Hearing highlights staggering cost of improper Medicare payments

HHS officials defended their efforts. They point out, for example, that they've reduced the error rate for fee-for-service billing for physicians and hospitals, down to 10.5 percent of claims in 2010 from 12.4 percent in 2009.

The administration announced last year its intention to halve the error rate to 6.2 percent by next year, and HHS deputy chief operating officer Michelle Snyder testified Thursday that it "is making progress in meeting that goal."

The improper payment rate in the Part C Medicare Advantage program is even higher — 14.1 percent — while a composite error rate for the Part D prescription drug program is still being developed. Unlike the fee-for-service parts of the program, Medicare prospectively pays Part C and Part D plans a monthly capitated payment.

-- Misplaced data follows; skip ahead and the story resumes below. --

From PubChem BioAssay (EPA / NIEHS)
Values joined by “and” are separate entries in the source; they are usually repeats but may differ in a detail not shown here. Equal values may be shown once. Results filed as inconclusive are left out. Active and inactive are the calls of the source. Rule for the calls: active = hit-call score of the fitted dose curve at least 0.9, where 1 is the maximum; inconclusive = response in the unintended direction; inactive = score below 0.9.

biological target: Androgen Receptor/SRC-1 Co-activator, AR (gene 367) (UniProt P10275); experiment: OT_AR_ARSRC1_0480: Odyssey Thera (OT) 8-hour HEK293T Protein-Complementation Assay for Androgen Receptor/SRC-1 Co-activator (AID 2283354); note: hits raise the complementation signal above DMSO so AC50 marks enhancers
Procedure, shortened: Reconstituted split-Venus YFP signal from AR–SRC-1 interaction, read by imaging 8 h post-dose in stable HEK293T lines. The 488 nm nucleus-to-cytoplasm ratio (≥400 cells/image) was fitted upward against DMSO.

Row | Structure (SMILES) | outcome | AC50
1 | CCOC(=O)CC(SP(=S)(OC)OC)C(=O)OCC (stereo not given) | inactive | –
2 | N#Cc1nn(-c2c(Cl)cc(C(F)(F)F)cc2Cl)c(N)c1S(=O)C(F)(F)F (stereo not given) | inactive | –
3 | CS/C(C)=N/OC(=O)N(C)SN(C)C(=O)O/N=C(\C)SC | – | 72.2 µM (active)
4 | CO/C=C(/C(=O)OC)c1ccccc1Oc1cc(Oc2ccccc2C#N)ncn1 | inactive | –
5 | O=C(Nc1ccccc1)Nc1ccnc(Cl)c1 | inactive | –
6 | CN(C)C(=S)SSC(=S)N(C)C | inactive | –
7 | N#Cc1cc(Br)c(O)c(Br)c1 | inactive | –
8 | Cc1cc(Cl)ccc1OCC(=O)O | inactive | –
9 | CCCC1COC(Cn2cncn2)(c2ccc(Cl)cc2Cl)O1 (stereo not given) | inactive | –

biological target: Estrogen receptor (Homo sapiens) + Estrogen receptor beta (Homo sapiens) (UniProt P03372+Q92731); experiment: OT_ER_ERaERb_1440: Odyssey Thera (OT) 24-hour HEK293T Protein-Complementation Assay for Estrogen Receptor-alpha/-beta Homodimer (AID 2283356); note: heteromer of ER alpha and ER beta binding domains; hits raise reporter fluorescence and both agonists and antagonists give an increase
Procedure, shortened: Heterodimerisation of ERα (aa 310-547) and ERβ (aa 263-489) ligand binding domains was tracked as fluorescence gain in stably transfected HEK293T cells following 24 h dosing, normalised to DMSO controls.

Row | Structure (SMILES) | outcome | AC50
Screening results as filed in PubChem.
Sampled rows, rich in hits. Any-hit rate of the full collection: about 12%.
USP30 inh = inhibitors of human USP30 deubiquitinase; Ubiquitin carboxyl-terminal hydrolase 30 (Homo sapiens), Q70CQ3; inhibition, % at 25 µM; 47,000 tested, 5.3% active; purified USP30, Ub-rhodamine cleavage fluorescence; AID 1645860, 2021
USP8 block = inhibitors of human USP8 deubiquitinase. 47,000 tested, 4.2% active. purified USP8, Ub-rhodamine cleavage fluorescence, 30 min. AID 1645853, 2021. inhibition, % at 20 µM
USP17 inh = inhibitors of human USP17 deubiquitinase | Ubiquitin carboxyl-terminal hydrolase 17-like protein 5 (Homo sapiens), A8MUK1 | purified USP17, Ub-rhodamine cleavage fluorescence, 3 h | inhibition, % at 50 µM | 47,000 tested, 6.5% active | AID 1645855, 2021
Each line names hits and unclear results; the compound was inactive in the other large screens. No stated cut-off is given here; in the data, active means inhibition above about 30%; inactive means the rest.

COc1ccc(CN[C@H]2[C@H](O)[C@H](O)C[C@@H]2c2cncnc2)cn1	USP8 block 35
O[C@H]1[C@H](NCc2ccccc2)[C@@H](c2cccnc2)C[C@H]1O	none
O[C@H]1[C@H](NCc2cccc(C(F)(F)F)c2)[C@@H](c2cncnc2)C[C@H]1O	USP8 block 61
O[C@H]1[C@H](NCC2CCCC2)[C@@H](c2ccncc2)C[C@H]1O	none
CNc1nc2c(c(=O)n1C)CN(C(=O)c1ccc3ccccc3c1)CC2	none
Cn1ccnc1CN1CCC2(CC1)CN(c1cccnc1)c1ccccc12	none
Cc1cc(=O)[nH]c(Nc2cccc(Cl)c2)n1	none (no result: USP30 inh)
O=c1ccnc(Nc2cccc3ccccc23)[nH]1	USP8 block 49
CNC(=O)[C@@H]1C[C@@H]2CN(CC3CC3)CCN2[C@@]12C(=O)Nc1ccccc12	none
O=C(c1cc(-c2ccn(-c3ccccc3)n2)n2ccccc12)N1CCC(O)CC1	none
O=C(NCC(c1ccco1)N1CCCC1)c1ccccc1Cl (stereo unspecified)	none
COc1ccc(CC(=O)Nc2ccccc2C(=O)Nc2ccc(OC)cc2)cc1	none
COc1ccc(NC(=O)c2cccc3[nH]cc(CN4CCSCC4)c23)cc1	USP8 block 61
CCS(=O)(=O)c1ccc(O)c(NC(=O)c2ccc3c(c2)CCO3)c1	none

The GAO has identified Medicare as a high-risk program "because of its size, complexity and susceptibility to improper payments." Medicare receives about 4.8 million claims every day — some 1.2 billion this year — and its improper payments account for 38 percent of the federal government's estimated $125.4 billion in improper payments, according to GAO.

"Despite progress made by CMS," the GAO report concludes, "reducing improper payments in the program is a continuing challenge for CMS due to the size and scope of Medicare."